6 clever ways to stay cool this summer (and still dress sharp)
Before our first 90 degree day here in the Denver area, I thought it prudent to write an article on smart ways to stay cool this summer, but still look sharp. Why is this important? As opposed to say, hopping from air conditioned box to air conditioned box? Because sooner or later, you’re going to find yourself walking four city blocks for coffee (see tip #5) or stuck on a hot patio for a lunch meeting with a client. In either scenario, you would be far better off if you didn’t need to worry about sweating through your dress shirt, right?
Here are six of my favorite techniques to keep cool as the mercury rises this summer.
1. Choose smart fabrics
Cotton and linen should be your go-to picks for the hot days of summer. They both breath well and are easy to clean. And linen, as you probably know, wrinkles like nobody’s business, but that’s perfectly OK. Honestly, I think it’s the wrinkles that make it look so great.
Then there’s seersucker, that quintessential Kentucky Derby material. The pucker of the fabric helps to create little air channels that will work to circulate air around you.
2. Unbutton your cuffs
This is a great way to vent your shirt, because any additional opening will help to transfer warm air and keep you cool.
But you have to be careful and make sure that this doesn’t look sloppy. Obviously, for French cuff shirts, once you take out the cuff link all hell breaks loose, but even traditional cuff shirts can sometimes act a little unruly. So, just make sure that your sleeve isn’t too baggy and I think you’ll be fine.
And of course, you can roll up your sleeves. However, you’ll find that on really warm days, this can actually restrict air flow down your arm, because bunching up all that fabric and cinching it above your elbow is basically acting as a blockage.
3. Short sleeves
Just because you joined the ranks of the adult population doesn’t mean that your short sleeve days are over, it just means that you need to be a little more careful in your selection. Steer clear of baggy shirts and anything that makes an effort to intentionally tell you it’s “relaxed.”
And remember, short sleeve button up dress shirts are just like long sleeve shirts in the sense that there is formal and there is casual. For instance, building a shirt with front pockets in seersucker is going to be a relatively casual looking shirt, just like a T-shirt. On the other hand, choosing a fine linen with a clean front and with a strong collar is something that can be worn under a blazer.
Speaking of blazers, it is perfectly OK to wear a short sleeve button up dress shirt or crisp polo shirt under a blazer — so long as it’s hot outside. Most of the time, you want to wear long sleeves so that a little bit of your shirt peaks out from your jacket cuff and helps to frame your overall look. But in the summer, there’s nothing wrong with opting for a short sleeve linen shirt with a collar that can still hold its shape under the weight of a jacket lapel.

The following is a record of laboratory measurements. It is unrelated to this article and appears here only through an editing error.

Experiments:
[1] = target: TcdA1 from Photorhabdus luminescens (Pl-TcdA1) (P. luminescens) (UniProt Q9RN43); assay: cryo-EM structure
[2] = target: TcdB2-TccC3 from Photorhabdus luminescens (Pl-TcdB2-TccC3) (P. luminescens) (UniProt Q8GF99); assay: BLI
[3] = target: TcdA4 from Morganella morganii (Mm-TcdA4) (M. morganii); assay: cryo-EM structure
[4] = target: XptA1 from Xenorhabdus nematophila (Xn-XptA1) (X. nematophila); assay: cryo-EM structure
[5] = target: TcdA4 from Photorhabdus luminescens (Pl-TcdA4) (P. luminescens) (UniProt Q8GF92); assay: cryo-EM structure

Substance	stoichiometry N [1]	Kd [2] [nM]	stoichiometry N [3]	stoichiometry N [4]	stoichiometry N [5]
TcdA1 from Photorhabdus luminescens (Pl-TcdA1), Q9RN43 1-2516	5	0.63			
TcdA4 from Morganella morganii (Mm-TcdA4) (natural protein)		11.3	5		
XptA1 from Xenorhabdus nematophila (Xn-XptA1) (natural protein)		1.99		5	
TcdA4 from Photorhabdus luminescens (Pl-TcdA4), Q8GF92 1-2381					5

4. Unstructured jackets
Speaking of jackets, there is no reason to stop wearing them in the summertime, you just need to be smart about it. And that means wearing a lightweight, unstructured summer sportcoat. If you missed my blog a couple weeks back, here’s everything you need to know about summer sportcoats and here’s our guide on shopping for a summer weight suit.
The takeaway, is that a summer jacket will have very little to no lining. Therefore, the jacket will be more breathable and comfortable in warm weather.
5. Skip the hot coffee
I’ll be the first to admit that hot coffee in the morning is an absolute necessity for many months of the year, but when it gets really warm, consider swapping out your favorite java for its iced cousin. Same goes for tea – if you’re usually drinking hot tea, switch it over to iced tea.
The reason being is that hot liquids are only going to warm up your core temperature. In the winter time this was obviously in your favor, but in the summer it’s detrimental to your efforts to stay cool and not sweat in your clothes.
6. Go sockless
Either wearing no-show socks or skipping them all together is going to help ventilate your ankles and therefore, keep you cooler. Just be aware of the risks to your feet (consider getting a pedicure every now and again if you opt to go completely sockless).
Wrap Up: How to stay cool this summer
There are a handful of other clever things you can do to stay cool this summer, but for now, this is a good starting point. What did I miss? What are your tricks to keeping cool in the dog days of summer? Perhaps going sockless?
And if you need a refresher on some of the most practical warm weather essentials, check out this article from The Modest Man.
Did you find this useful? Please consider sharing it with a co-worker or friend!
And don’t forget, by signing up for our twice-monthly newsletter, you’ll be the first to know of new blog posts.